As a counselor helping students find the right college, first in Clayton and then at Metro High School in St. Louis, Chat Leonard has an unusual perspective on the bumps that can litter the road to higher education.
Both schools, she said, have bright, energetic, motivated students who have been preparing to go to college “since they were in utero.” But at Metro, a magnet school where almost 40 percent of the students qualify for free or reduced-price lunch, aiming to get into the best school possible may have a fuzzier focus than at a place like Clayton, where many more of the families are affluent.
Helping to expand the horizons and the aspirations of students like those at Metro is the main goal expressed by a new coalition of more than 80 public and private colleges and universities, including Washington University and the University of Missouri at Columbia.
The group – known as the Coalition for Access, Affordability, and Success — wants to broaden the reach of member schools to find students who can make the grade on their campuses but may not even consider applying. With a new common application, plus tools to help simplify the process, the universities hope to help the students and themselves.
“I hope that more students will consider that college is possible,” said Julie Shimabukuro, director of admissions at Washington U., “There are resources out there. There are people that want to help them reach their goals, not only to make it possible to think about going to school but financially possible as well. And there are supports there as well. We hope to see that shift.”
Added Chuck May, her counterpart at Mizzou:
“The research is clear that for low-income and underrepresented students, earlier engagement and being part of that college-going culture is critical to their success. We're hoping that in addition to the application it's going to provide, it's going to create concrete tools that they can use for planning and applying to schools.”
But the new initiative is raising concerns in some quarters. Some high school counselors worry that the coalition will add even more pressure to a college-search process that already starts too soon and becomes too intense.
Among the tools is an online “locker,” like a dropbox, where, as early as freshman year, students can start to set aside materials that can help them get ready for college as well as help them narrow their search.
A top enrollment official at DePaul University publicly criticized the move, saying it appears to concentrate less on disadvantaged students and more on the desire of high-profile schools to improve their standing in “colleges’ continuing, almost rabid, quest for prestige via impressive statistical profiles.”
Leonard said at a recent conference of high school counselors, the coalition drew such interest that a session about it had to be moved to a larger room. Counselors had many questions about what its effect will be – so many questions that the coalition has postponed introduction of some of its tools from January to April.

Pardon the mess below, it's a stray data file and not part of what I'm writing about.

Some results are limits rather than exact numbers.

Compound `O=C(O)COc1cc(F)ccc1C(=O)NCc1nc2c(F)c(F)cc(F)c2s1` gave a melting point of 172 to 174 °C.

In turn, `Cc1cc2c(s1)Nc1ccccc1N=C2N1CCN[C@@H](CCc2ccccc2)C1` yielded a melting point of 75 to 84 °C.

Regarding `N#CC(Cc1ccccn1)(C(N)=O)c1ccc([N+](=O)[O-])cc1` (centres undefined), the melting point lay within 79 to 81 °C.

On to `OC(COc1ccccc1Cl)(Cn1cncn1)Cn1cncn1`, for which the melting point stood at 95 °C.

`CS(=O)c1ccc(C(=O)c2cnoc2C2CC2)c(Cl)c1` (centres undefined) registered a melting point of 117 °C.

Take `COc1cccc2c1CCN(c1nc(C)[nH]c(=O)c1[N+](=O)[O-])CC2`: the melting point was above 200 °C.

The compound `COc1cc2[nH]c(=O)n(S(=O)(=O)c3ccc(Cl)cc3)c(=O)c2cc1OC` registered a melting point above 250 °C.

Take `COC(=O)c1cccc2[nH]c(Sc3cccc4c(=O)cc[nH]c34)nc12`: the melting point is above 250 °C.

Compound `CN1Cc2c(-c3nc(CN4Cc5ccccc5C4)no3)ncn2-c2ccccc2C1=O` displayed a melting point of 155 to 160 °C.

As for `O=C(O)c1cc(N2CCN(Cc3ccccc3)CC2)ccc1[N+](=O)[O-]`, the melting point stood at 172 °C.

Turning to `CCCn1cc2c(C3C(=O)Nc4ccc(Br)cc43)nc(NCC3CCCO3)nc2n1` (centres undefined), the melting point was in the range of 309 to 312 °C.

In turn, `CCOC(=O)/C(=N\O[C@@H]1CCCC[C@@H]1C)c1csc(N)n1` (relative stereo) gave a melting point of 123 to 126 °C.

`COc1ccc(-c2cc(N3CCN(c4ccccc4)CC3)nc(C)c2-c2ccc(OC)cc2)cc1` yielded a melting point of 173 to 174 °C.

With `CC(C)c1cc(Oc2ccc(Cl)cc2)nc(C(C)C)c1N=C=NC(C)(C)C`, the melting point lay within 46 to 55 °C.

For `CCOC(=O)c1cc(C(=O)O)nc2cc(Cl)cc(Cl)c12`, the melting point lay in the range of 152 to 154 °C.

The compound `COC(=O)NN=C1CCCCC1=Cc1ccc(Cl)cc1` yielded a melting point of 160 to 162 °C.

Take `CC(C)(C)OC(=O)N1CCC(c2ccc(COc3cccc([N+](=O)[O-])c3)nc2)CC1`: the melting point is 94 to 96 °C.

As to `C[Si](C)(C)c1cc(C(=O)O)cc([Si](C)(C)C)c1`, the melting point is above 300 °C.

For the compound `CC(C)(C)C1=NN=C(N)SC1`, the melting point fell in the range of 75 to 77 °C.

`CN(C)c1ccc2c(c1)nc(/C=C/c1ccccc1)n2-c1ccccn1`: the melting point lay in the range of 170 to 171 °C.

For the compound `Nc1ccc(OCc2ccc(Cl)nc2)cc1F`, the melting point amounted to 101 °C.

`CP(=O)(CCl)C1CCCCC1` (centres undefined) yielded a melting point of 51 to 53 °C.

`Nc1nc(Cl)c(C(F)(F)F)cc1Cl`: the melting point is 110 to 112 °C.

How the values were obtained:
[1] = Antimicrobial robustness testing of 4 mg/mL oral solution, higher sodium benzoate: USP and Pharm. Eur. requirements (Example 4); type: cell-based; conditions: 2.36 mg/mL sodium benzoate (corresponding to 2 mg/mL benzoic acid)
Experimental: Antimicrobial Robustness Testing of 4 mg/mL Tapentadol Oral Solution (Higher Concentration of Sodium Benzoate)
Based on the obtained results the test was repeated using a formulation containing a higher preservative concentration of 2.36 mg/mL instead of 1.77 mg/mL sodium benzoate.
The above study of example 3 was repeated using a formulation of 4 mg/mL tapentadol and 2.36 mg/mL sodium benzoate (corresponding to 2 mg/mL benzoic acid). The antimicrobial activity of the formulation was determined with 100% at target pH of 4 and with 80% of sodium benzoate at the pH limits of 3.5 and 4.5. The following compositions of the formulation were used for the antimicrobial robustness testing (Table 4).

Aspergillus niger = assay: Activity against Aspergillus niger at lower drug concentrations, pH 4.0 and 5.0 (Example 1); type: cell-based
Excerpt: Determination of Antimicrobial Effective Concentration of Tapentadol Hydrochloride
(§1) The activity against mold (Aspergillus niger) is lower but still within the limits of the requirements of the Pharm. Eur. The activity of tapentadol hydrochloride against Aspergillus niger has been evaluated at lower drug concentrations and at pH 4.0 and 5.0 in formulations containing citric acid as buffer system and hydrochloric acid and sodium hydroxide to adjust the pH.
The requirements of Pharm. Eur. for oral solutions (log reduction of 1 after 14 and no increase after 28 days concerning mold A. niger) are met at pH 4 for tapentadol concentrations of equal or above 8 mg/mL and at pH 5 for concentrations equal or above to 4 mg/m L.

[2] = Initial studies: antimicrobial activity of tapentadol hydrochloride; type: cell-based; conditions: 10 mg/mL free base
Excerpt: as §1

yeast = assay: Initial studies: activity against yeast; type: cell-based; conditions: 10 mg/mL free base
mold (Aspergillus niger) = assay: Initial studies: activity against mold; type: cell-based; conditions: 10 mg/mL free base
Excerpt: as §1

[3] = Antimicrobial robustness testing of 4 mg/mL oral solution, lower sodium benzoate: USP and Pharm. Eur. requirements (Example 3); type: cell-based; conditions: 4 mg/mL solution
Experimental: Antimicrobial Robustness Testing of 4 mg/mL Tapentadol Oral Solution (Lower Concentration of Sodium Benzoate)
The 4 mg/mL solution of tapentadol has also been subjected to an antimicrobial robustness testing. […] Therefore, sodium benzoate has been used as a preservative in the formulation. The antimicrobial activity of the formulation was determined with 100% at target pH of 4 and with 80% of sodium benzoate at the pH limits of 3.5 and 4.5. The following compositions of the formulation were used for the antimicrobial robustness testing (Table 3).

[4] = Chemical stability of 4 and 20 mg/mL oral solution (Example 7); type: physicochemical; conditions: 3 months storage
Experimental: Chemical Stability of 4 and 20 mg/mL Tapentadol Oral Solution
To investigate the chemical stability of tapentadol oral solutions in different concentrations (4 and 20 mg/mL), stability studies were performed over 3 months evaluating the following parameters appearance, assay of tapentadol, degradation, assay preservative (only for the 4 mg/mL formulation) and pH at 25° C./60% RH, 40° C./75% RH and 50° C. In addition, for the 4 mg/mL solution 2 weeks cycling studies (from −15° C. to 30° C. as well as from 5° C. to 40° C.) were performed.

“Are they going to attract more of the elite applicants as they have been in the past?" Leonard asked. "Or is their intention to attract some of these underrepresented populations? There needs to be communication and training for those counselors who don't have the resources to perhaps attend that national conference.”
Accessibility and affordability
On its website, the coalition spells out its mission this way:
“Our nation has been in the midst of an important public policy dialogue about whether college is affordable and whether it has value—can students, especially low- and moderate-income students, be successful and graduate without going deeply into debt? This Coalition helps to answer that question with a resounding YES.”
By getting students to start thinking about college as early as possible during their high school years, the coalition hopes to encourage them to look as broadly as possible at their options. And the online tools it will be introducing will be designed to help them with that goal.
And, it added, coalition schools are not trying to block out others who may be trying to attract talented students from underrepresented groups.
“We don’t believe we have a corner on access,” its website says. “Many institutions do great work to provide access. Our work is grounded in research about the outcomes for students who can be financially supported throughout their college careers.”
Members of the coalition range from Ivy League schools to those with lower profiles, such as the Illinois State University in Normal. To quality for membership, colleges and universities have to graduate at least 70 percent of their students within six years; many have a higher rate than that.
The coalition cites research that shows students from disadvantaged backgrounds often don’t apply to schools they qualify for, or don’t get all of the financial aid available because of complex procedures for applying. In some cases, students are even discouraged from being too ambitious in their college choices.
The coalition hopes to change that situation and ease the process with its new planning and application tools. Its goal:
“Get low-income, underrepresented, and first-generation students thinking about college earlier and create the expectation that college is FOR THEM. We want to send a strong message that college is affordable, that they can be successful, and that the top schools in the country want students like them.”
New students, new markets
For Mizzou and Washington University, membership in the coalition is designed to help broaden their recruitment reach in a variety of ways.